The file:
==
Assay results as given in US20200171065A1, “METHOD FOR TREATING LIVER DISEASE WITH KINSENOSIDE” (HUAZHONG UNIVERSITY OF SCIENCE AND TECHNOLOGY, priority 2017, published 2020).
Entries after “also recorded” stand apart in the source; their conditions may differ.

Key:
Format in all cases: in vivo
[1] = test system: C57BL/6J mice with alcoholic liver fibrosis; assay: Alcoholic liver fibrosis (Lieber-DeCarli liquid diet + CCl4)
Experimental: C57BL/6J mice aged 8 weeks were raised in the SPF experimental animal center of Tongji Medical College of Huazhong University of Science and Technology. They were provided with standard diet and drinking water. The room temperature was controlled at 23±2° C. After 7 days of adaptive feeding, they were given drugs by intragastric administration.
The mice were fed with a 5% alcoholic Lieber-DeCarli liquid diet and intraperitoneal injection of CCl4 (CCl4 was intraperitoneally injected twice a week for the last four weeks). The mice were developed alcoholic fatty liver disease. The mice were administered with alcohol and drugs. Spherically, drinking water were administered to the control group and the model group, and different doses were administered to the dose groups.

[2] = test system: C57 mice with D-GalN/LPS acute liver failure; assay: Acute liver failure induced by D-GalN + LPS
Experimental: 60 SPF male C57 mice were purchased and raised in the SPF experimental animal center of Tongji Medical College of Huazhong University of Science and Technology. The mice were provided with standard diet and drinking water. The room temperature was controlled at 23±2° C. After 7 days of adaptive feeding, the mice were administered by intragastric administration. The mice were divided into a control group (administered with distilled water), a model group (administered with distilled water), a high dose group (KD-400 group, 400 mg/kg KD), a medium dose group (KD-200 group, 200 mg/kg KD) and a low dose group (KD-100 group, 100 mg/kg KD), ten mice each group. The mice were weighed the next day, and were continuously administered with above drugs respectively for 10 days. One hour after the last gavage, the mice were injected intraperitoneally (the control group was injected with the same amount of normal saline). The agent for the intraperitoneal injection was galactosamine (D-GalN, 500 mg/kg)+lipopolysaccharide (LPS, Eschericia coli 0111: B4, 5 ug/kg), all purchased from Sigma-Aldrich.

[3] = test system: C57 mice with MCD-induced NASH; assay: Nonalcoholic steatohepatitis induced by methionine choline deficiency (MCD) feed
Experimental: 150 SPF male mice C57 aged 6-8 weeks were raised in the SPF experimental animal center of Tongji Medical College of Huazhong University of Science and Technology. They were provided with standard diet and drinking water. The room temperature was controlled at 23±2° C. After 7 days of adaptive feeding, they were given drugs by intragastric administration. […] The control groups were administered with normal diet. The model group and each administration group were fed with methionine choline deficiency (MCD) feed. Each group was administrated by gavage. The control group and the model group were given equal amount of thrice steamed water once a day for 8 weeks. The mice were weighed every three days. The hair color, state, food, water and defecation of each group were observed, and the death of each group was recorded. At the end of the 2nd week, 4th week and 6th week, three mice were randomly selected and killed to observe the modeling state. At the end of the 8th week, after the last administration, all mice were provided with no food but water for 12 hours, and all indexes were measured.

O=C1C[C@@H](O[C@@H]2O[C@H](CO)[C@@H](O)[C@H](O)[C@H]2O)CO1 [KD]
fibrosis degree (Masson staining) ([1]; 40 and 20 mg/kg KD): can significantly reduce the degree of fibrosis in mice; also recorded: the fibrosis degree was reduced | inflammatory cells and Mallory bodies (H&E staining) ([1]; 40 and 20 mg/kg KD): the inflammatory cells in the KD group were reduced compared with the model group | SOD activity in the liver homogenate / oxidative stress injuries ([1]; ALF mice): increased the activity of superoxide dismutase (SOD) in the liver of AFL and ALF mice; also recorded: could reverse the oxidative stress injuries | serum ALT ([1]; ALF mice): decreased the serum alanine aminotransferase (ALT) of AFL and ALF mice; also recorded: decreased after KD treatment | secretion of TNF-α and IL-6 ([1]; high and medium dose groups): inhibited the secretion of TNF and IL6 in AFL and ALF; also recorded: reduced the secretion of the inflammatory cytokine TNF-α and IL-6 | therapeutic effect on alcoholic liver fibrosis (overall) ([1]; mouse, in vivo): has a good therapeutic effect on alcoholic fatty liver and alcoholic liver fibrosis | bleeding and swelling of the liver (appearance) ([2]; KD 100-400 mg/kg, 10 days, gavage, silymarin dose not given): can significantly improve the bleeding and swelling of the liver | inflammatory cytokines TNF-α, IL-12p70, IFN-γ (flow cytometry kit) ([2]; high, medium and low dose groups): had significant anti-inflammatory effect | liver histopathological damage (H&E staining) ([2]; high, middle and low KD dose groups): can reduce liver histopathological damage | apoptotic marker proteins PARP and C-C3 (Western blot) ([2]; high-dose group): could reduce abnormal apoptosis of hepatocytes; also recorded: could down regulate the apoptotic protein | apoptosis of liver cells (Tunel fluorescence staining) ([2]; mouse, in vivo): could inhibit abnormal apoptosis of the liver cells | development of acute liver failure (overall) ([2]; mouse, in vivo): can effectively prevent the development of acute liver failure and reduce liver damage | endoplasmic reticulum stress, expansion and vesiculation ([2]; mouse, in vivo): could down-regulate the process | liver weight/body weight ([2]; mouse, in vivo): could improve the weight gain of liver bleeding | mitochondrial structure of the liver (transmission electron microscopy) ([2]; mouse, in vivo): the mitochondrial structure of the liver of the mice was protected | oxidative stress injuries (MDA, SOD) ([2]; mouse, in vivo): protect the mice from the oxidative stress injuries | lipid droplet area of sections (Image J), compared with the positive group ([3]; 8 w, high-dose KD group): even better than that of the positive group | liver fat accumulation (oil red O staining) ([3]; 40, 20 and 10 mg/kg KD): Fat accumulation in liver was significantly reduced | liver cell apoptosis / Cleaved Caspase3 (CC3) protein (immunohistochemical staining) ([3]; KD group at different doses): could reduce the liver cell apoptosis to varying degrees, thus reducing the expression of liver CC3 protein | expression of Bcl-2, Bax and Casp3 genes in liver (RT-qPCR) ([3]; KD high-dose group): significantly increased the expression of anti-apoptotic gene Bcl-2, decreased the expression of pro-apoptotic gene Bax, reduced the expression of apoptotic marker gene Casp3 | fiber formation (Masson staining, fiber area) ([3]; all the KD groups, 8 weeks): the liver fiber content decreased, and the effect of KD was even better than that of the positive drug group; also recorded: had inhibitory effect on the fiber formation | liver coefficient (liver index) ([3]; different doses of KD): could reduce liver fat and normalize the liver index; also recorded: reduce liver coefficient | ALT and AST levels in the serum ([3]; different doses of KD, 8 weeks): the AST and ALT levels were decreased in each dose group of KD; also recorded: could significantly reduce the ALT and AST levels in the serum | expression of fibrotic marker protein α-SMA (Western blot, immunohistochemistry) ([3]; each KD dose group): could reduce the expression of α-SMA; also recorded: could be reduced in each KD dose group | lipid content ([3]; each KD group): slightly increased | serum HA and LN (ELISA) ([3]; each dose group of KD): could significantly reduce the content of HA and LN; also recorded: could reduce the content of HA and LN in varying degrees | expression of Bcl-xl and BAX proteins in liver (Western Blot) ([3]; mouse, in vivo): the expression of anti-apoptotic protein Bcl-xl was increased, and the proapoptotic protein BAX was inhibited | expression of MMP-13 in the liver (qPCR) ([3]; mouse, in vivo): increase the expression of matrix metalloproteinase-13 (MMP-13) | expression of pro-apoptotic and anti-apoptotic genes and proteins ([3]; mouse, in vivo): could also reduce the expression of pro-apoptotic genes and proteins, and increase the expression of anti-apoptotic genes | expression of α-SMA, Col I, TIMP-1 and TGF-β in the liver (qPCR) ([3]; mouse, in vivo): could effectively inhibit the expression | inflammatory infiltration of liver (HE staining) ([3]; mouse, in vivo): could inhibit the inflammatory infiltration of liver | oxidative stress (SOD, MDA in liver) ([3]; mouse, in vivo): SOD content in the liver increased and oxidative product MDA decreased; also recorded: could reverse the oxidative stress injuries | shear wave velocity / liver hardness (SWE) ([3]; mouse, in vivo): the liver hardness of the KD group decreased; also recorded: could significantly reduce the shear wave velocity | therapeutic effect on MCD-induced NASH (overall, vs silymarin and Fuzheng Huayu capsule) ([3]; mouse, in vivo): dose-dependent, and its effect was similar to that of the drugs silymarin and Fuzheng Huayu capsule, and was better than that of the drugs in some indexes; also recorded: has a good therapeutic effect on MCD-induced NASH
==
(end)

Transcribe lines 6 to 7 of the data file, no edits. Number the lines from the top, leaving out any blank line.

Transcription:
Experimental: C57BL/6J mice aged 8 weeks were raised in the SPF experimental animal center of Tongji Medical College of Huazhong University of Science and Technology. They were provided with standard diet and drinking water. The room temperature was controlled at 23±2° C. After 7 days of adaptive feeding, they were given drugs by intragastric administration.
The mice were fed with a 5% alcoholic Lieber-DeCarli liquid diet and intraperitoneal injection of CCl4 (CCl4 was intraperitoneally injected twice a week for the last four weeks). The mice were developed alcoholic fatty liver disease. The mice were administered with alcohol and drugs. Spherically, drinking water were administered to the control group and the model group, and different doses were administered to the dose groups.